HealthDay News — For people age 70 or older who struggle with a chronic illness, loneliness is often a complicating factor, a new study finds.
Canadian researchers looked at 121 older adults, mostly in their 70s. They found that feelings of loneliness rose after the onset of chronic health problems — even among those who had been with the same partner for 50 years or more. The study was published recently in the journal Health Psychology.
“The quality of our social ties plays a role when it comes to coping with the effects of serious disease in later life. And just having a partner around may not be enough,” study first author Meaghan Barlow, PhD, of the Personality, Aging, and Health Lab at Concordia University in Montreal, said in a university news release.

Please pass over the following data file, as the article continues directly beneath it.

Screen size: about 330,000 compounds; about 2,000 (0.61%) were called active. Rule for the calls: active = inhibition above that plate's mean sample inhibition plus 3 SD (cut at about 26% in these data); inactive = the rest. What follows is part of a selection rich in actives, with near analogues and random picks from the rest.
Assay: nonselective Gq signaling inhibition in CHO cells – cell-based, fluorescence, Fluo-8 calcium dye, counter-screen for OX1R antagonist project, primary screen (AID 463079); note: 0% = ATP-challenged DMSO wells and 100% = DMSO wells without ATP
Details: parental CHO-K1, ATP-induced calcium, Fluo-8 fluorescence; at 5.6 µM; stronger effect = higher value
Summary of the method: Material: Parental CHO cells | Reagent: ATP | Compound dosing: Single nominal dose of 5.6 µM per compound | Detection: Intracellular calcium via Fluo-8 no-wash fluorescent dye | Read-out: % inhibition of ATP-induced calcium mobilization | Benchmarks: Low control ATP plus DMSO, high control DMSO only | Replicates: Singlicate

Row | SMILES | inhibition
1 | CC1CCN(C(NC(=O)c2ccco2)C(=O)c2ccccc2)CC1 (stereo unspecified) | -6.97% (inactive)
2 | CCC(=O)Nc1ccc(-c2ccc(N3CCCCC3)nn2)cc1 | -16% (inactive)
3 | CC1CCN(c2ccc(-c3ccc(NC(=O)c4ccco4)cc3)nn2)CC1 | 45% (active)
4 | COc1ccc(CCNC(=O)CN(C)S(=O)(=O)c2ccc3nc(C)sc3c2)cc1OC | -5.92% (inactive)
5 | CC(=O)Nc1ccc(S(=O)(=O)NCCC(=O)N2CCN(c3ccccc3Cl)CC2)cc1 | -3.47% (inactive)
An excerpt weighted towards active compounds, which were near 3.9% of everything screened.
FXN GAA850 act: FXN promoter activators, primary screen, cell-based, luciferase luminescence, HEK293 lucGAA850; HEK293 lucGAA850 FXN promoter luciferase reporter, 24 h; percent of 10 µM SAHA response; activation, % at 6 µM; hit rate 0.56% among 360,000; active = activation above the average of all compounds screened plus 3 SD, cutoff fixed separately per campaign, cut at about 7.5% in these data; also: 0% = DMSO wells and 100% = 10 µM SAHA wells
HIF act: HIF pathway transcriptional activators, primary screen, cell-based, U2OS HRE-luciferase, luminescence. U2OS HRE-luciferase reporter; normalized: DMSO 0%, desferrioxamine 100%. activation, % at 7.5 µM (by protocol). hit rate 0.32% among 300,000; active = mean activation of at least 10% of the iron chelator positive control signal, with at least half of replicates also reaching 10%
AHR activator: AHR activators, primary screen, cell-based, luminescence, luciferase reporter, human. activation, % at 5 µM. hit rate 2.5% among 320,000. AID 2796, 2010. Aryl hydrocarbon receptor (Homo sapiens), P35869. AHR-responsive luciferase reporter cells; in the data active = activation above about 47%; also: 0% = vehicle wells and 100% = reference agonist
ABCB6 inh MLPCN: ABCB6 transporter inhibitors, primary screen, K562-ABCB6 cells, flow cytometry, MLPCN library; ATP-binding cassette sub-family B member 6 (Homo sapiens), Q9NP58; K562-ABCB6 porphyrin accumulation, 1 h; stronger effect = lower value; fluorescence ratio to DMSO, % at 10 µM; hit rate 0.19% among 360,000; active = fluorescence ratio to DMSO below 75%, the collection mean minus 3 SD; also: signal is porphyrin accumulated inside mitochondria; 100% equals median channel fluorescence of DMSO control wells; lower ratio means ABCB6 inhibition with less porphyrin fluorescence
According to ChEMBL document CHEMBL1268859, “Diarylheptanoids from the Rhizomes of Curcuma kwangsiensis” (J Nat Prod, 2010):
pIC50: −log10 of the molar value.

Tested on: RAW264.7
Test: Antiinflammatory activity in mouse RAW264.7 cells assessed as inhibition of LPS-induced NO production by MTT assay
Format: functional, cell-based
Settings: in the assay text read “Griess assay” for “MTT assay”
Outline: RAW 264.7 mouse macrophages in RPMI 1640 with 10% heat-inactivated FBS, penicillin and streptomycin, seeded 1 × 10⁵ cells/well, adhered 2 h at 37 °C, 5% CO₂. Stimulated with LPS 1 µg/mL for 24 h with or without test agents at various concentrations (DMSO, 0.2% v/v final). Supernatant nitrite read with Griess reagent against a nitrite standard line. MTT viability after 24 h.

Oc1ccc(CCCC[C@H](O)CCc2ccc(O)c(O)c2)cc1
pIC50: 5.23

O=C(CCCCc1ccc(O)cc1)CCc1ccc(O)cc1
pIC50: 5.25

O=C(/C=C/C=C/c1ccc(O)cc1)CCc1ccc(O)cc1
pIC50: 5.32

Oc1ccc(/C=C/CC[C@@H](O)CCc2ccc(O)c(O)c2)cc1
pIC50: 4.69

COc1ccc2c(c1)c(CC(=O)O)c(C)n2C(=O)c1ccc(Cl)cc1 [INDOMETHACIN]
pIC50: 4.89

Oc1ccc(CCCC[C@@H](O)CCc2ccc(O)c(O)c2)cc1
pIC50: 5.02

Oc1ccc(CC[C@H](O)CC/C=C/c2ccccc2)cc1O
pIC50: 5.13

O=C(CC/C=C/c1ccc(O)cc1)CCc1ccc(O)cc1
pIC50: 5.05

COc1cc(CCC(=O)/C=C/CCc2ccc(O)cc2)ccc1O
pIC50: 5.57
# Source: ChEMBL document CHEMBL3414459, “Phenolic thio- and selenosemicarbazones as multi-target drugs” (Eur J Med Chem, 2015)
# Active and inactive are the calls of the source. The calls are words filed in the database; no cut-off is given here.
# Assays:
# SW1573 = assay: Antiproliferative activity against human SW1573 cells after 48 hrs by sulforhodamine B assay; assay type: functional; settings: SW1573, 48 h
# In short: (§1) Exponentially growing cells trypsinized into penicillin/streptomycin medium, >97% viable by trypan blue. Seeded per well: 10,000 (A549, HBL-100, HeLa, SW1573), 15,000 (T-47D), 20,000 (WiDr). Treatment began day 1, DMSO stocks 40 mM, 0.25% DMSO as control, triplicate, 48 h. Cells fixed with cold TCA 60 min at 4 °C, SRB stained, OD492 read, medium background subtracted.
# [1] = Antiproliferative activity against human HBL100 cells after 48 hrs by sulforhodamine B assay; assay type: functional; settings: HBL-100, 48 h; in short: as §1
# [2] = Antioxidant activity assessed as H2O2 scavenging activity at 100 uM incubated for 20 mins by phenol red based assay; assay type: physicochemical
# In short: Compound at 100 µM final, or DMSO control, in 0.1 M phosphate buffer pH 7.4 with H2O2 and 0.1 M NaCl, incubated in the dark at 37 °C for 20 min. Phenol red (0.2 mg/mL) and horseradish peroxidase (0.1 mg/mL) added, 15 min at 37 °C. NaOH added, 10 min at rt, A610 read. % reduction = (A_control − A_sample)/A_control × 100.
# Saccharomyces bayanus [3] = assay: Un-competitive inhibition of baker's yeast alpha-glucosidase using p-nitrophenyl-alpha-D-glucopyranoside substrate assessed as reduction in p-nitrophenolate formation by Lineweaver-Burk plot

Older adults with chronic illness can reduce their risk of loneliness by trying to remain positive about their health challenge and not blaming themselves for the illness, the researchers said. Strategies like those can help them stay motivated to socialize and prevent depression, Barlow’s team said.
Barlow MA, et al. Chronic Illness and Loneliness in Older Adulthood: The Role of Self-Protective Control Strategies. Health Psychol. 2014; doi: http://dx.doi.org/10.1037/hea0000182.